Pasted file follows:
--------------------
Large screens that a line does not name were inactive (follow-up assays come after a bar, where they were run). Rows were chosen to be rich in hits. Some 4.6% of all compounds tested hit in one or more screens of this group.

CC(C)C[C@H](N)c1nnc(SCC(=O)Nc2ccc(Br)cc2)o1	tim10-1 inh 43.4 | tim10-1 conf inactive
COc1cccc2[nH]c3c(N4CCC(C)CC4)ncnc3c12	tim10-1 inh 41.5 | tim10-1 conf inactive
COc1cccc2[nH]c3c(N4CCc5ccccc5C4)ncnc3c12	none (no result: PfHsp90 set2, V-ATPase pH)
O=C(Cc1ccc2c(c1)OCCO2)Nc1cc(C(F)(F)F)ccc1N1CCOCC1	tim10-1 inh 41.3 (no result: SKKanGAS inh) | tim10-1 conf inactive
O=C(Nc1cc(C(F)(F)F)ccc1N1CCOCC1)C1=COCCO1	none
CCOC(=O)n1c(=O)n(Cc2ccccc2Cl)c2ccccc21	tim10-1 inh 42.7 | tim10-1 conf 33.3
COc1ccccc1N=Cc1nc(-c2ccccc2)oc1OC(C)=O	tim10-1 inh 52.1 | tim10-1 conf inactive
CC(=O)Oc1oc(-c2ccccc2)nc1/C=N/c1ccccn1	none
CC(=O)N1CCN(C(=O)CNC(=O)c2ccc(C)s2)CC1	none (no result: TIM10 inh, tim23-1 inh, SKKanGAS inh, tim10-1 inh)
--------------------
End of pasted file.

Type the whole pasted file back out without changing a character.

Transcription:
Large screens that a line does not name were inactive (follow-up assays come after a bar, where they were run). Rows were chosen to be rich in hits. Some 4.6% of all compounds tested hit in one or more screens of this group.

CC(C)C[C@H](N)c1nnc(SCC(=O)Nc2ccc(Br)cc2)o1	tim10-1 inh 43.4 | tim10-1 conf inactive
COc1cccc2[nH]c3c(N4CCC(C)CC4)ncnc3c12	tim10-1 inh 41.5 | tim10-1 conf inactive
COc1cccc2[nH]c3c(N4CCc5ccccc5C4)ncnc3c12	none (no result: PfHsp90 set2, V-ATPase pH)
O=C(Cc1ccc2c(c1)OCCO2)Nc1cc(C(F)(F)F)ccc1N1CCOCC1	tim10-1 inh 41.3 (no result: SKKanGAS inh) | tim10-1 conf inactive
O=C(Nc1cc(C(F)(F)F)ccc1N1CCOCC1)C1=COCCO1	none
CCOC(=O)n1c(=O)n(Cc2ccccc2Cl)c2ccccc21	tim10-1 inh 42.7 | tim10-1 conf 33.3
COc1ccccc1N=Cc1nc(-c2ccccc2)oc1OC(C)=O	tim10-1 inh 52.1 | tim10-1 conf inactive
CC(=O)Oc1oc(-c2ccccc2)nc1/C=N/c1ccccn1	none
CC(=O)N1CCN(C(=O)CNC(=O)c2ccc(C)s2)CC1	none (no result: TIM10 inh, tim23-1 inh, SKKanGAS inh, tim10-1 inh)